vCloud Director networking leverages the Software-Defined Networking capabilities of vSphere and NSX to provide tenants with secure access to shared network resources. The service provider's responsibilities are limited to providing external connections and the networking infrastructure required to make those connections usable by tenants and allocation of system-level networking resources to network pools so that they can be consumed by tenants.

This brief overview of vCloud Director is intended to establish the context in which we can discuss provider-level and tenant-level networking requirements from a security configuration standpoint. These features are described in detail in the vCloud Director documentation at http://docs.vmware.com.

Provider-Level Network Resources

In the typical case, a service provider is responsible for creating one or more connections between vCloud Director and an external network such as the Internet or a customer's enterprise network. This sort of network is essentially a commodity IP network connection. It does not provide confidentiality if packets on it are intercepted at the physical level, and provides no vCloud Director VLAN or VXLAN network isolation features.

To enable tenant organization networking, the service provider must create one or more network pools that aggregate resources from ESXi DVswitches and portgroups in a form that can be made available to tenant organizations. (An external network does not consume resources from a network pool.) A VXLAN- or VLAN-backed Network Pool provides isolation using VLANs across a vNetwork Distributed Switch. A vCloud Director VXLAN network can also provide isolation by encapsulating Layer 2 packets in other Layer 2 packets (MAC-in-MAC) in the ESXi kernel, allowing the kernel when de-encapsulating packets to direct them to the correct guest virtual machines connected to the networks created out of this sort of pool.

The service provider is also responsible for creating and managing the NSX infrastructure that stands between the networks that tenants create for themselves and the system-level resources such as switches and portgroups provided by ESXi. From these resources, tenant organizations can create their own networks.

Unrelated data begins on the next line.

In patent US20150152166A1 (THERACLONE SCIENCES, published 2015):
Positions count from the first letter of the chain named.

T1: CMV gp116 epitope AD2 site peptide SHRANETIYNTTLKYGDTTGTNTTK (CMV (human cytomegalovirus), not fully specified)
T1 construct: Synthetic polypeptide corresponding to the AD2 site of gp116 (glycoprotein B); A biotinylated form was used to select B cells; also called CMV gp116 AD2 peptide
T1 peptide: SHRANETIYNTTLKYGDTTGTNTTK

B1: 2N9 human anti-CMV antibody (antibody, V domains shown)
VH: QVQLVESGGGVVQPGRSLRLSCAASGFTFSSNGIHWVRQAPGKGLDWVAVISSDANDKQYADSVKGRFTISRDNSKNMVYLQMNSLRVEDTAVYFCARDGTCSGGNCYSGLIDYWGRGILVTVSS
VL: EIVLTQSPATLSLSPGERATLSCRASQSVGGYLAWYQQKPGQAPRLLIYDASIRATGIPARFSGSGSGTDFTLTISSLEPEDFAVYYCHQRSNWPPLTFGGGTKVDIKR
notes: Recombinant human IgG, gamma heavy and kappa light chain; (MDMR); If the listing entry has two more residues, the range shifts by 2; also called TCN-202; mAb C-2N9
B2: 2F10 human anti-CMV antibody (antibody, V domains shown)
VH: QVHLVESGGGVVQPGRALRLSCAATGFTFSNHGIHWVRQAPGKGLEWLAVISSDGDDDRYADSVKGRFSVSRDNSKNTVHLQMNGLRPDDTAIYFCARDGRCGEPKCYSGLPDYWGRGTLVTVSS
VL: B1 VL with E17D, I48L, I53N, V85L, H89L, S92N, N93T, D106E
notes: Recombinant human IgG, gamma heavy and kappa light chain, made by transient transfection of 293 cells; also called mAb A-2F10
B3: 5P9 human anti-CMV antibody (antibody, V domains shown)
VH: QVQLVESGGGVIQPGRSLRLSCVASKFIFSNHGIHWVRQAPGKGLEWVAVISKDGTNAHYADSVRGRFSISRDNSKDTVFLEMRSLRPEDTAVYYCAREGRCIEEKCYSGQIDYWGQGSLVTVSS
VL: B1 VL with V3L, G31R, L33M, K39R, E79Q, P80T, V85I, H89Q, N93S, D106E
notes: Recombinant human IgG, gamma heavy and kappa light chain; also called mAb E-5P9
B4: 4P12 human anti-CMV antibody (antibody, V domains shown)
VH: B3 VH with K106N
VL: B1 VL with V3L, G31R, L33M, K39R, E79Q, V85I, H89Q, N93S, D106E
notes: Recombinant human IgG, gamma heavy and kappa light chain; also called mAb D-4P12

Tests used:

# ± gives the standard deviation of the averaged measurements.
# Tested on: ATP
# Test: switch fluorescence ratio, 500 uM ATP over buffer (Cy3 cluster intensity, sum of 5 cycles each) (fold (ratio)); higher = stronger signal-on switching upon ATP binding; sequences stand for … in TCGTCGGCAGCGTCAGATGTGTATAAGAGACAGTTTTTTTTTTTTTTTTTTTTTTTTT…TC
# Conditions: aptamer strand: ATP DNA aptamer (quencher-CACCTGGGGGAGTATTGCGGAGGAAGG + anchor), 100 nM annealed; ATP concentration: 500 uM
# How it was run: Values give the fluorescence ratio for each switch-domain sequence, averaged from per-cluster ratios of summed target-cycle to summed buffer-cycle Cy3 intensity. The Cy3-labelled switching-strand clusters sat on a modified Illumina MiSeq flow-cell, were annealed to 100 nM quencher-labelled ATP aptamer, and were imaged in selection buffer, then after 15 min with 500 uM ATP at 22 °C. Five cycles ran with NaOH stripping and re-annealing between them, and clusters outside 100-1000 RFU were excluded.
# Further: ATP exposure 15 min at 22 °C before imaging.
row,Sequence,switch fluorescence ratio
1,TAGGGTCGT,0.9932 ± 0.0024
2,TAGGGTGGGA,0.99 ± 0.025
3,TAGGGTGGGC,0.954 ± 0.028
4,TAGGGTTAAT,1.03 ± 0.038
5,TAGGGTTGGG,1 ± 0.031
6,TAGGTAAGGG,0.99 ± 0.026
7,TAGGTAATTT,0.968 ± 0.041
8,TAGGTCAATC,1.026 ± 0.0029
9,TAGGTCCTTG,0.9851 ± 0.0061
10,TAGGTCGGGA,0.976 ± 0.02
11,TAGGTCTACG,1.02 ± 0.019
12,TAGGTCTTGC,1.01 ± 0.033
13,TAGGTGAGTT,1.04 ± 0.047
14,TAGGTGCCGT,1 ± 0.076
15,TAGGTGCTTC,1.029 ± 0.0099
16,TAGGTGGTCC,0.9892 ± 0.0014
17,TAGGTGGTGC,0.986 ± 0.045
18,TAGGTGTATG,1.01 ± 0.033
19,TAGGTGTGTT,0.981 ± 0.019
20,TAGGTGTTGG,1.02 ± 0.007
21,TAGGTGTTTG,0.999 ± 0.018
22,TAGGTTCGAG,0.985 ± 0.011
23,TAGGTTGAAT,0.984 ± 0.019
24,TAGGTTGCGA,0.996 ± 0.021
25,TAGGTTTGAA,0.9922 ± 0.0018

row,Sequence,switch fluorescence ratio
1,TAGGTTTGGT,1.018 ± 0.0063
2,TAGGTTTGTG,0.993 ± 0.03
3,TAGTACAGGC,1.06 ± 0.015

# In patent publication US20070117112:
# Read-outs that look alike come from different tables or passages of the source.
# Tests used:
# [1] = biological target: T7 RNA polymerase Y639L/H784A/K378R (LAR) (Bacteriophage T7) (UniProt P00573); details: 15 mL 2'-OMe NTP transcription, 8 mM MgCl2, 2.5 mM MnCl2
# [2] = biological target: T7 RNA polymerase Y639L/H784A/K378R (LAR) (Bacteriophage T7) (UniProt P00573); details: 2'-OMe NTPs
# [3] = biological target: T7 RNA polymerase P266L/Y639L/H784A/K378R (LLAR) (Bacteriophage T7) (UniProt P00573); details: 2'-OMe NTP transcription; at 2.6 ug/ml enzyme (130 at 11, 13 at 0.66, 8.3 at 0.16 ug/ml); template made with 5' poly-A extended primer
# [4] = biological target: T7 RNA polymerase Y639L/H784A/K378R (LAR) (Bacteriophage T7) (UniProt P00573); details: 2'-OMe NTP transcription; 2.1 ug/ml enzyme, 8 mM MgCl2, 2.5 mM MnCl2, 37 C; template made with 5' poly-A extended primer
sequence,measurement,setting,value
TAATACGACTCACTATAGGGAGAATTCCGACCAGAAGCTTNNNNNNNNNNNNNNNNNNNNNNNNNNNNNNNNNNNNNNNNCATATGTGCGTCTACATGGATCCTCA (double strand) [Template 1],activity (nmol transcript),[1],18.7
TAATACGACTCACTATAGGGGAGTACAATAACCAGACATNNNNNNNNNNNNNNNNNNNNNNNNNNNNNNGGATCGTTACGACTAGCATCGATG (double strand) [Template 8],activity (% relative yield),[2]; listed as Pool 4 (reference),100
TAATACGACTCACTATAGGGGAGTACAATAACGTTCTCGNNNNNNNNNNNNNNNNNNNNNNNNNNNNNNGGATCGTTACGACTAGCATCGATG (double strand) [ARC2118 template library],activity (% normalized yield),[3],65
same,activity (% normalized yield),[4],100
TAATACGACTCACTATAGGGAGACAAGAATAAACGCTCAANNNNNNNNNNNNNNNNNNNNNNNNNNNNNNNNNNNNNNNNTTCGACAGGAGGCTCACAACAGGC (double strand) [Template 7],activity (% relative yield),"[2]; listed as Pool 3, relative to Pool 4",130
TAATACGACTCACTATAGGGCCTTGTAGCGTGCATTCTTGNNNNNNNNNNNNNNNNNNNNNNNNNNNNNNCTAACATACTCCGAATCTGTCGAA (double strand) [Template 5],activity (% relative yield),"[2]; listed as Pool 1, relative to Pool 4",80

Organization VDC Networks

An organization VDC network allows virtual machines in the organization VDC to communicate with each other and to access other networks, including organization VDC networks and external networks, either directly or through an Edge Gateway that can provide firewall and NAT services.
  • A direct organization VDC network connects directly to an external network. Only a system administrator can create a direct organization VDC network.
  • A routed organization VDC network connects to an external network through an Edge Gateway. A routed organization VDC network also requires the containing VDC to include a network pool. After a system administrator has provisioned an organization VDC with an Edge Gateway and associated it with a network pool, organization administrator or system administrators can create routed organization VDC networks in that VDC.
  • An isolated organization VDC network does not require an Edge Gateway or external network, but does require the containing VDC to be associated with a network pool. After a system administrator has created an organization VDC with a network pool, organization administrators or system administrators can create isolated organization VDC networks in that VDC.
Table 1. Types of Organization VDC Networks and Their Requirements
Organization VDC Network Connection Description Requirements
Direct connection to an external network. Provides direct layer 2 connectivity to machines and networks outside of the organization VDC. Machines outside of this organization VDC can connect directly to machines within the organization VDC. The cloud must contain an external network.
Routed connection to an external network. Provides controlled access to machines and networks outside of the organization VDC via an Edge Gateway. System administrators and organization administrators can configure network address translation (NAT) and firewall settings on the gateway to make specific virtual machines in the VDC accessible from an external network. The VDC must contain an Edge Gateway and a network pool.
No connection to an external network. Provides an isolated, private network that machines in the organization VDC can connect to. This network provides no incoming or outgoing connectivity to machines outside this organization VDC. The VDC must contain a network pool.

By default, only virtual machines in the organization VDC that contains the network can use it. When you create an organization VDC network, you can specify that it is shared. A shared organization VDC network can be used by all virtual machines in the organization.

vApp Networks

Every vApp contains a vApp network. A vApp network is a logical network that controls how the virtual machines in a vApp connect to each other and to organization VDC networks. Users can create and update vApp networks and connect them to organization VDC networks, either directly or with NAT and Firewall protection.